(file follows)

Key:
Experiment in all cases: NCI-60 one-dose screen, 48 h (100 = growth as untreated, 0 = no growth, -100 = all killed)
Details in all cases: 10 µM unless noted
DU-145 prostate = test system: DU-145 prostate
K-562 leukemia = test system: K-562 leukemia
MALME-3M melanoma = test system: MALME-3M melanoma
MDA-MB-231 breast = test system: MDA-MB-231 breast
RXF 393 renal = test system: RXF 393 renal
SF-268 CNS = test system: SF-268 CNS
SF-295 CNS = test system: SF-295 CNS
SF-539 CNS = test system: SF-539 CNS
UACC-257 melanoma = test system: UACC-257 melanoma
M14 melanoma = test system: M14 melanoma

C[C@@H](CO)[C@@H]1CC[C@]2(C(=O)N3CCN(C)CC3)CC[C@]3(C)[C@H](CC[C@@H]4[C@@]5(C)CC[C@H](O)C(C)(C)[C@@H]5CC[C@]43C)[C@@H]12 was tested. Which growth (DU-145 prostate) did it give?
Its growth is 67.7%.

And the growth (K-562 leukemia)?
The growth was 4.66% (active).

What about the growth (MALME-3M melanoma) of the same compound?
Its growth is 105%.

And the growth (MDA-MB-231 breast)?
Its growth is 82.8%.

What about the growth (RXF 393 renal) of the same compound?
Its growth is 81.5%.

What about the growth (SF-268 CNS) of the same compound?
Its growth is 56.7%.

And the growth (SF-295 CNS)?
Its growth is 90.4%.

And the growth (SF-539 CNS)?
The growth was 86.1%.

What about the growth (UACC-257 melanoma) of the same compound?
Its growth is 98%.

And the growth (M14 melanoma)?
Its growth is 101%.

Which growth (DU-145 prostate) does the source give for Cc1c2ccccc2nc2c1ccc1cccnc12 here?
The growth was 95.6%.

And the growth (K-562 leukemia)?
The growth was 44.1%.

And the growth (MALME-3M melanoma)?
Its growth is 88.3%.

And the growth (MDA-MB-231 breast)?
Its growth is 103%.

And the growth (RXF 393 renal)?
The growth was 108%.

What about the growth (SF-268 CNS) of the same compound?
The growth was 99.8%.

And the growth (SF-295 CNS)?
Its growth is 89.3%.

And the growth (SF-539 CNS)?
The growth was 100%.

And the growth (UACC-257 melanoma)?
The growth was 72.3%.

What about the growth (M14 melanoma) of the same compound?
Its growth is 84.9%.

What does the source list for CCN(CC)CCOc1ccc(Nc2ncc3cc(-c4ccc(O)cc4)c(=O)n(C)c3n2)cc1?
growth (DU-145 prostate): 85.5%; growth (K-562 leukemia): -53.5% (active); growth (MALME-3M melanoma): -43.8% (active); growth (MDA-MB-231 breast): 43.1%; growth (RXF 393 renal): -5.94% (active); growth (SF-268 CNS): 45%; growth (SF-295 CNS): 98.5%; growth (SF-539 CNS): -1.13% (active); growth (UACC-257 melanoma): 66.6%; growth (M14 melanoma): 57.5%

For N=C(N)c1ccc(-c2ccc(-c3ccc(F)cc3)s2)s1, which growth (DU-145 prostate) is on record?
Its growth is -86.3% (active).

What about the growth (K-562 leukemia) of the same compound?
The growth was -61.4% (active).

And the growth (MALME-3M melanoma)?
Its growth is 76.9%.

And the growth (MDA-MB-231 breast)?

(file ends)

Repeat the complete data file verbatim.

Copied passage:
Key:
Experiment in all cases: NCI-60 one-dose screen, 48 h (100 = growth as untreated, 0 = no growth, -100 = all killed)
Details in all cases: 10 µM unless noted
DU-145 prostate = test system: DU-145 prostate
K-562 leukemia = test system: K-562 leukemia
MALME-3M melanoma = test system: MALME-3M melanoma
MDA-MB-231 breast = test system: MDA-MB-231 breast
RXF 393 renal = test system: RXF 393 renal
SF-268 CNS = test system: SF-268 CNS
SF-295 CNS = test system: SF-295 CNS
SF-539 CNS = test system: SF-539 CNS
UACC-257 melanoma = test system: UACC-257 melanoma
M14 melanoma = test system: M14 melanoma

C[C@@H](CO)[C@@H]1CC[C@]2(C(=O)N3CCN(C)CC3)CC[C@]3(C)[C@H](CC[C@@H]4[C@@]5(C)CC[C@H](O)C(C)(C)[C@@H]5CC[C@]43C)[C@@H]12 was tested. Which growth (DU-145 prostate) did it give?
Its growth is 67.7%.

And the growth (K-562 leukemia)?
The growth was 4.66% (active).

What about the growth (MALME-3M melanoma) of the same compound?
Its growth is 105%.

And the growth (MDA-MB-231 breast)?
Its growth is 82.8%.

What about the growth (RXF 393 renal) of the same compound?
Its growth is 81.5%.

What about the growth (SF-268 CNS) of the same compound?
Its growth is 56.7%.

And the growth (SF-295 CNS)?
Its growth is 90.4%.

And the growth (SF-539 CNS)?
The growth was 86.1%.

What about the growth (UACC-257 melanoma) of the same compound?
Its growth is 98%.

And the growth (M14 melanoma)?
Its growth is 101%.

Which growth (DU-145 prostate) does the source give for Cc1c2ccccc2nc2c1ccc1cccnc12 here?
The growth was 95.6%.

And the growth (K-562 leukemia)?
The growth was 44.1%.

And the growth (MALME-3M melanoma)?
Its growth is 88.3%.

And the growth (MDA-MB-231 breast)?
Its growth is 103%.

And the growth (RXF 393 renal)?
The growth was 108%.

What about the growth (SF-268 CNS) of the same compound?
The growth was 99.8%.

And the growth (SF-295 CNS)?
Its growth is 89.3%.

And the growth (SF-539 CNS)?
The growth was 100%.

And the growth (UACC-257 melanoma)?
The growth was 72.3%.

What about the growth (M14 melanoma) of the same compound?
Its growth is 84.9%.

What does the source list for CCN(CC)CCOc1ccc(Nc2ncc3cc(-c4ccc(O)cc4)c(=O)n(C)c3n2)cc1?
growth (DU-145 prostate): 85.5%; growth (K-562 leukemia): -53.5% (active); growth (MALME-3M melanoma): -43.8% (active); growth (MDA-MB-231 breast): 43.1%; growth (RXF 393 renal): -5.94% (active); growth (SF-268 CNS): 45%; growth (SF-295 CNS): 98.5%; growth (SF-539 CNS): -1.13% (active); growth (UACC-257 melanoma): 66.6%; growth (M14 melanoma): 57.5%

For N=C(N)c1ccc(-c2ccc(-c3ccc(F)cc3)s2)s1, which growth (DU-145 prostate) is on record?
Its growth is -86.3% (active).

What about the growth (K-562 leukemia) of the same compound?
The growth was -61.4% (active).

And the growth (MALME-3M melanoma)?
Its growth is 76.9%.

And the growth (MDA-MB-231 breast)?